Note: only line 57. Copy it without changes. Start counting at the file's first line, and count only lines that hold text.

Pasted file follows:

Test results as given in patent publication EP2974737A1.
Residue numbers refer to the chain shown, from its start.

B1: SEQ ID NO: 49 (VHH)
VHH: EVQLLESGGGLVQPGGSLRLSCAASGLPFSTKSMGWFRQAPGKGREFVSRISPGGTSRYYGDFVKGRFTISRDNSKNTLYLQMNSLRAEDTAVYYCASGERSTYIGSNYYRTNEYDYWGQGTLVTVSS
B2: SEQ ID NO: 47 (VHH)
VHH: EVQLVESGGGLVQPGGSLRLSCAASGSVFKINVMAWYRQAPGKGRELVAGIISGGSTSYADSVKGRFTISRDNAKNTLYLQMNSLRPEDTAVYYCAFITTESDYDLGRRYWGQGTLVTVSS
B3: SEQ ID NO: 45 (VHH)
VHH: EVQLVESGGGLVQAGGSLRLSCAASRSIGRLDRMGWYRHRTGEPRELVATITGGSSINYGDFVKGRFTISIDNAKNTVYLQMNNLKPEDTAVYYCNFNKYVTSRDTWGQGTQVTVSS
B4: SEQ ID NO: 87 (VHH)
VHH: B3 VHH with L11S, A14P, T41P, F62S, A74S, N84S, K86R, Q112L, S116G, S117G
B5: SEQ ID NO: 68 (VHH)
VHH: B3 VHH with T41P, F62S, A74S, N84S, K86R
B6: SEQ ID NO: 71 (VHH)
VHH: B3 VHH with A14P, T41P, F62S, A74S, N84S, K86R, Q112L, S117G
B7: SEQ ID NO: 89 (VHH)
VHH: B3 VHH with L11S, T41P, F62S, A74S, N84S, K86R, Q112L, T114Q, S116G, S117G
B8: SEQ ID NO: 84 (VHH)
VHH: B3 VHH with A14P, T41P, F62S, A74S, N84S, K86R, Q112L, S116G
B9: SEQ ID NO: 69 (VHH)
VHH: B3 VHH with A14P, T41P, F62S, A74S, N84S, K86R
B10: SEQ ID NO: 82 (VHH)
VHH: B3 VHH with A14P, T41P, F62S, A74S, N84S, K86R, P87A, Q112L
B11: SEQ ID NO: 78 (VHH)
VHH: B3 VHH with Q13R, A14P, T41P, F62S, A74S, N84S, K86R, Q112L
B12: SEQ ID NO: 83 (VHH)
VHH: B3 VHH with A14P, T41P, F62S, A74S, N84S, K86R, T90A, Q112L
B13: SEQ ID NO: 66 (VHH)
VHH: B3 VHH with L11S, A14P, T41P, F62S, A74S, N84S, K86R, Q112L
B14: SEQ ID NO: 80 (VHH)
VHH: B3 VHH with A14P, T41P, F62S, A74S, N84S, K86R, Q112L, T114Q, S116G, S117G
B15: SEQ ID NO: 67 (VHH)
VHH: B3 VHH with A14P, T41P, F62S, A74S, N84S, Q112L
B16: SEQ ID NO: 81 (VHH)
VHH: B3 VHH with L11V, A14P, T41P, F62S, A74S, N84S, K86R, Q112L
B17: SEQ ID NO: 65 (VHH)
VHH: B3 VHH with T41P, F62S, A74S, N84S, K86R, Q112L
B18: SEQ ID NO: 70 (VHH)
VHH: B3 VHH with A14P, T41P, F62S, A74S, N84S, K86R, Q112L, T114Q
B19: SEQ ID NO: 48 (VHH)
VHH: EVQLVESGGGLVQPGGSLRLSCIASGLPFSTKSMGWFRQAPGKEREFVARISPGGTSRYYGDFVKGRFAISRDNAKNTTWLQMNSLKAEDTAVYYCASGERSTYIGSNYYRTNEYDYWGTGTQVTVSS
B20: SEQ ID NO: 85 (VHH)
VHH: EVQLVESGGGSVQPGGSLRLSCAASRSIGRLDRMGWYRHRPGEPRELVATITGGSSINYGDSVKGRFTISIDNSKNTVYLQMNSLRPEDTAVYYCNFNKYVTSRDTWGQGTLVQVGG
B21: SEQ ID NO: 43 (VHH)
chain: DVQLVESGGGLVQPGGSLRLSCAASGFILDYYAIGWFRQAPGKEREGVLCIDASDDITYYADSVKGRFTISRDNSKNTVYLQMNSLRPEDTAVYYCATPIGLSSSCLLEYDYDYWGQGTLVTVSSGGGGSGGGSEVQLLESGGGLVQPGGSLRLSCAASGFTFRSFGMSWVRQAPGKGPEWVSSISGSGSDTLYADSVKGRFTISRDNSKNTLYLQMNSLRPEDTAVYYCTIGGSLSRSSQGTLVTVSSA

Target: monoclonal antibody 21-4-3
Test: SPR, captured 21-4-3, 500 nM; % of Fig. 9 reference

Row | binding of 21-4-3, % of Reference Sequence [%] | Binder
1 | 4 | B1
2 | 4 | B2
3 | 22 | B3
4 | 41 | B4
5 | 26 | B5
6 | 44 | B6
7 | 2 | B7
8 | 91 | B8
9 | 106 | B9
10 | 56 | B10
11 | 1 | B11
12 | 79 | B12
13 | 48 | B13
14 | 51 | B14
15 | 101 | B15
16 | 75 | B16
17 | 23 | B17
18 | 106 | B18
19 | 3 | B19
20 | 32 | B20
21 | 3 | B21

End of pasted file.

10 | 56 | B10